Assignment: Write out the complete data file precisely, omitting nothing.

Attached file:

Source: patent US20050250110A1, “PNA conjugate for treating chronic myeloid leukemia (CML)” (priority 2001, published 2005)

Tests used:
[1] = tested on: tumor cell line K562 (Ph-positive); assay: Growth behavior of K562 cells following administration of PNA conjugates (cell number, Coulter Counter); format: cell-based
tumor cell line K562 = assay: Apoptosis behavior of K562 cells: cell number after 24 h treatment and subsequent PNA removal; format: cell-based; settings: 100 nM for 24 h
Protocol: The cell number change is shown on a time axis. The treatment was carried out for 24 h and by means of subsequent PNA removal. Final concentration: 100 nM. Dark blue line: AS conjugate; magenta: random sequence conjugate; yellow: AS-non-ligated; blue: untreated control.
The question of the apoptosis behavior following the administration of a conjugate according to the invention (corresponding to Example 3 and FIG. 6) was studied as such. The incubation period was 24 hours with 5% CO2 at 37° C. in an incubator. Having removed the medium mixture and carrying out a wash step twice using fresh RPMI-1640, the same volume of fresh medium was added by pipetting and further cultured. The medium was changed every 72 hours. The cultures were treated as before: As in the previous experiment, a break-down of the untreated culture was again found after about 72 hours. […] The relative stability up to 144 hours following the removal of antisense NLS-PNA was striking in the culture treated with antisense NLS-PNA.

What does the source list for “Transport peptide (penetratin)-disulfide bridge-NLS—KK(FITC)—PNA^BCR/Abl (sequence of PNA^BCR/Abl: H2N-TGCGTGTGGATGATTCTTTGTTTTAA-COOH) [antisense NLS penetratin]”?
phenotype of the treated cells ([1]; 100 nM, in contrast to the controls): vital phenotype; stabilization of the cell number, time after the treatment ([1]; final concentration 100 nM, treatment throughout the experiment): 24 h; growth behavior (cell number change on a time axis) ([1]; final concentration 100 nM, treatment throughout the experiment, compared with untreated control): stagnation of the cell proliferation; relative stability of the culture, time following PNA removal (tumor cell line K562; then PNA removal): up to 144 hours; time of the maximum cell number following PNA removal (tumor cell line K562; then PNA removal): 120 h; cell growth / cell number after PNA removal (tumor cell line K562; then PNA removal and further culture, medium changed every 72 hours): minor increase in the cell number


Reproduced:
Source: patent US20050250110A1, “PNA conjugate for treating chronic myeloid leukemia (CML)” (priority 2001, published 2005)

Tests used:
[1] = tested on: tumor cell line K562 (Ph-positive); assay: Growth behavior of K562 cells following administration of PNA conjugates (cell number, Coulter Counter); format: cell-based
tumor cell line K562 = assay: Apoptosis behavior of K562 cells: cell number after 24 h treatment and subsequent PNA removal; format: cell-based; settings: 100 nM for 24 h
Protocol: The cell number change is shown on a time axis. The treatment was carried out for 24 h and by means of subsequent PNA removal. Final concentration: 100 nM. Dark blue line: AS conjugate; magenta: random sequence conjugate; yellow: AS-non-ligated; blue: untreated control.
The question of the apoptosis behavior following the administration of a conjugate according to the invention (corresponding to Example 3 and FIG. 6) was studied as such. The incubation period was 24 hours with 5% CO2 at 37° C. in an incubator. Having removed the medium mixture and carrying out a wash step twice using fresh RPMI-1640, the same volume of fresh medium was added by pipetting and further cultured. The medium was changed every 72 hours. The cultures were treated as before: As in the previous experiment, a break-down of the untreated culture was again found after about 72 hours. […] The relative stability up to 144 hours following the removal of antisense NLS-PNA was striking in the culture treated with antisense NLS-PNA.

What does the source list for “Transport peptide (penetratin)-disulfide bridge-NLS—KK(FITC)—PNA^BCR/Abl (sequence of PNA^BCR/Abl: H2N-TGCGTGTGGATGATTCTTTGTTTTAA-COOH) [antisense NLS penetratin]”?
phenotype of the treated cells ([1]; 100 nM, in contrast to the controls): vital phenotype; stabilization of the cell number, time after the treatment ([1]; final concentration 100 nM, treatment throughout the experiment): 24 h; growth behavior (cell number change on a time axis) ([1]; final concentration 100 nM, treatment throughout the experiment, compared with untreated control): stagnation of the cell proliferation; relative stability of the culture, time following PNA removal (tumor cell line K562; then PNA removal): up to 144 hours; time of the maximum cell number following PNA removal (tumor cell line K562; then PNA removal): 120 h; cell growth / cell number after PNA removal (tumor cell line K562; then PNA removal and further culture, medium changed every 72 hours): minor increase in the cell number